said Chen Jun, deputy head of Beijing Ditan Hospital.
Beijing Ditan Hospital was designated as the primary
hospital for flu cases by the Beijing Health Bureau on April 28. The hospital
has made contingency plans by training doctors, preparing medicines and stocking
up on protective clothes and masks.
"Learning from the 2003 SARS outbreak, Beijing Ditan
Hospital is ready to deal with any infection. We have confidence that we can
control A/H1N1 and protect Beijing and our country," Chen said.
The hospital has an emergency working group, with
another on standby. If there is a serious outbreak, the hospital will bring in
22 doctors from overseas to help, Chen said.
PIG IMPORT SUSPENSION
In another virus prevention efforts, China on Sunday
announced moves to suspend imports of pigs or relevant products from Alberta of
The General Administration of Quality Supervision,
Inspection and Quarantine and the Ministry of Agriculture made the decision
after some pigs in the province of Alberta had been found to be infected with
the A/H1N1 flu Saturday.
The pigs or relevant products sent to China after the
declaration would be destroyed and those sent to China before Saturday would
have to pass A/H1N1 tests, the announcement said.
Passengers are not allowed to take pigs or relevant
products into China and no pigs or relevant products would be allowed to be
mailed to the country, the announcement said.
Transport vehicles from the affected areas would be
quarantined, the announcement said.
ENHANCED SURVEILLANCE, COMMUNICATION
While strengthening body temperature monitoring and
health condition registration at customs and airports, the country has also
beefed up surveillance at medical facilities and would immediately report and
treat suspected cases, he said in an interview with Xinhua on Sunday.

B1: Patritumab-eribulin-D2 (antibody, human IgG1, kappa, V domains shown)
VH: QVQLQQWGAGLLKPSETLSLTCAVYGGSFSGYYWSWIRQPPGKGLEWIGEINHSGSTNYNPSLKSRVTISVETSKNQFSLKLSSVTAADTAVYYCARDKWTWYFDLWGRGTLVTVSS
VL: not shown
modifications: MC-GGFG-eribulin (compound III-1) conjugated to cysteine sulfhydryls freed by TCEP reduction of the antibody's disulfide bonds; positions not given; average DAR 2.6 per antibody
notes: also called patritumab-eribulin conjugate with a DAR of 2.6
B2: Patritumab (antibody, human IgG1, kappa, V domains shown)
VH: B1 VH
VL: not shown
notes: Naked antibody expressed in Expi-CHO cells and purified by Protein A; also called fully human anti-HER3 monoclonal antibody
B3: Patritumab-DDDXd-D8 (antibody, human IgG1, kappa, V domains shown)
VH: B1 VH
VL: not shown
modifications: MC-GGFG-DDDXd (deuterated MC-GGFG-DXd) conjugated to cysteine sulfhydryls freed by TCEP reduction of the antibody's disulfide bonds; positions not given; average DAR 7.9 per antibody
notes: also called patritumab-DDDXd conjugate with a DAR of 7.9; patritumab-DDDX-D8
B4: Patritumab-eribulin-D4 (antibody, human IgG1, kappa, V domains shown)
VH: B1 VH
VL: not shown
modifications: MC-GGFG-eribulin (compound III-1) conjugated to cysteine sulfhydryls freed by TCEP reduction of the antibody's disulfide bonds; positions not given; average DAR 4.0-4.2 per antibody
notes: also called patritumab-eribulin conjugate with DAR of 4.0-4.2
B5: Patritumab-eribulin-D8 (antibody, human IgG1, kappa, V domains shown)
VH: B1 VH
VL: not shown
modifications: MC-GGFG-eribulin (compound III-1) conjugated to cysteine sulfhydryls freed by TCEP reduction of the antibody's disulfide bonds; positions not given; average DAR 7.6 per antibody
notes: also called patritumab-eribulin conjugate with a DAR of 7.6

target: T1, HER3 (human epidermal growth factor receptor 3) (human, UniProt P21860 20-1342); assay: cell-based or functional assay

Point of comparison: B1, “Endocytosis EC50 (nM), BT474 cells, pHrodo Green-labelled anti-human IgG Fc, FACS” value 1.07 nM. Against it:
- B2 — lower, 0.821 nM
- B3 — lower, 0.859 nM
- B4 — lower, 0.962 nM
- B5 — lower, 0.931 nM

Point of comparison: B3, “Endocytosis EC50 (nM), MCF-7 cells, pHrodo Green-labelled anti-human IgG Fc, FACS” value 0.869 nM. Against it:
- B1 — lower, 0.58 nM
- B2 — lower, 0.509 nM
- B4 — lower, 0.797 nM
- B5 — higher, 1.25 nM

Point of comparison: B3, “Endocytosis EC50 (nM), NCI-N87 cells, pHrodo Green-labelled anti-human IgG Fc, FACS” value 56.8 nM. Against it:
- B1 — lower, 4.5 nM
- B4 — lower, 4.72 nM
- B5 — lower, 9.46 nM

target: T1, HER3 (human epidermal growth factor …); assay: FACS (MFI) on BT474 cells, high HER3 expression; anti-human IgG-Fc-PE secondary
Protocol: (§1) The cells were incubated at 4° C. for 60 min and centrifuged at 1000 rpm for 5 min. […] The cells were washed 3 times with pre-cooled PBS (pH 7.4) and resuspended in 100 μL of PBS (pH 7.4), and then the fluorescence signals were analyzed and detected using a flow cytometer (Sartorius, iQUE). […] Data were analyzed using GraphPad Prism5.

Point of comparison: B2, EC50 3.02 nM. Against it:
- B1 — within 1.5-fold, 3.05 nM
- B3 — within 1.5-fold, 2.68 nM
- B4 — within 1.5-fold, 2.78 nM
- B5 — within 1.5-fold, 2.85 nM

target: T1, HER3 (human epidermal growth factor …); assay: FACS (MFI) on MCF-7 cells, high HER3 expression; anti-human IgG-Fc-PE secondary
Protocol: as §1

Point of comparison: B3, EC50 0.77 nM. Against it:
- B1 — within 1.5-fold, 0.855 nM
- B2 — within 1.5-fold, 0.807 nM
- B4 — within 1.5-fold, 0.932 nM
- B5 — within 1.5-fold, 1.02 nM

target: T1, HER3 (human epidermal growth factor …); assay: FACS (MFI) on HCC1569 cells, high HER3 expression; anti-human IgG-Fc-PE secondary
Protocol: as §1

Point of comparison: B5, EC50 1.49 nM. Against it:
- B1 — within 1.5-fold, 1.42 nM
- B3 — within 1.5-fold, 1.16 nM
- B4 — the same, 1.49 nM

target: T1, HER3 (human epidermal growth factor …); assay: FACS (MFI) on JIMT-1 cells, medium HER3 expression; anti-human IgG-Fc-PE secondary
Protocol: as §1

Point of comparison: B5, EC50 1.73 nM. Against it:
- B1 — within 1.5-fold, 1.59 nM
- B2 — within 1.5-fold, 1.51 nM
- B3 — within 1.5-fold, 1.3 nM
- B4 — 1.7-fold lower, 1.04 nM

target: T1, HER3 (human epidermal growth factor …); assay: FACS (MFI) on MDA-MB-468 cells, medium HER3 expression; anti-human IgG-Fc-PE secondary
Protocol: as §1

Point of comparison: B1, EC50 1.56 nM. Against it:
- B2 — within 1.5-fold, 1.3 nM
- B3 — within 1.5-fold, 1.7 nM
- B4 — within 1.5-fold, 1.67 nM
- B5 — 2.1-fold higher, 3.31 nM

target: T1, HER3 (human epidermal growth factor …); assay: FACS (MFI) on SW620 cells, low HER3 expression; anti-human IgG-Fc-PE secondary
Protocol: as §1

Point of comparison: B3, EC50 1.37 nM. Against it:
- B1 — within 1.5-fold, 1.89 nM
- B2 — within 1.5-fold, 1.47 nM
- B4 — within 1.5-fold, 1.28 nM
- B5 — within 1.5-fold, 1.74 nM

Due to the high risk of a pandemic caused by the
A/H1N1 virus, the WHO has raised the alert level to Phase 5 and said there was
still the possibility to adjust it to the highest level -- Phase 6.
Mao promised China would enhance communication with
the WHO and relevant countries, closely follow the latest development of the
epidemic and its control work, and take effective measures to ensure public
health security in the country.
China has developed its own method of making quick
tests for the A/H1N1 virus by analyzing nucleic acid, which takes just 12 hours.
The China CDC is training staff from epidemic
monitoring stations across the country to do the nucleic acid test, and the
reagent will be distributed to all 84 stations, said Mao.
The China CDC obtained the sequence of the A/H1N1
virus from the U.S. Centers for Disease Control on April 27 and the primer for
making nucleic acid tests from WHO on April 28.
CHARTERED FLIGHT TO MEXICO CANCELLED
The government has promised to send a chartered
flight to pick up 120 or so stranded Chinese citizens in Mexico, but the flight
operator China Southern Airlines (CSA) said Sunday night that it was cancelled.
"Normal flight CZ327 has left for Los Angeles Sunday
night, but it would not fly to lift the Chinese nationals in Mexico as earlier
planned," the center of the influenza A/H1N1 outbreak, the CSA said.
The Guangzhou-based airline added that it was fully
prepared for the charter mission, but it was up to the government as to if and
when to implement it.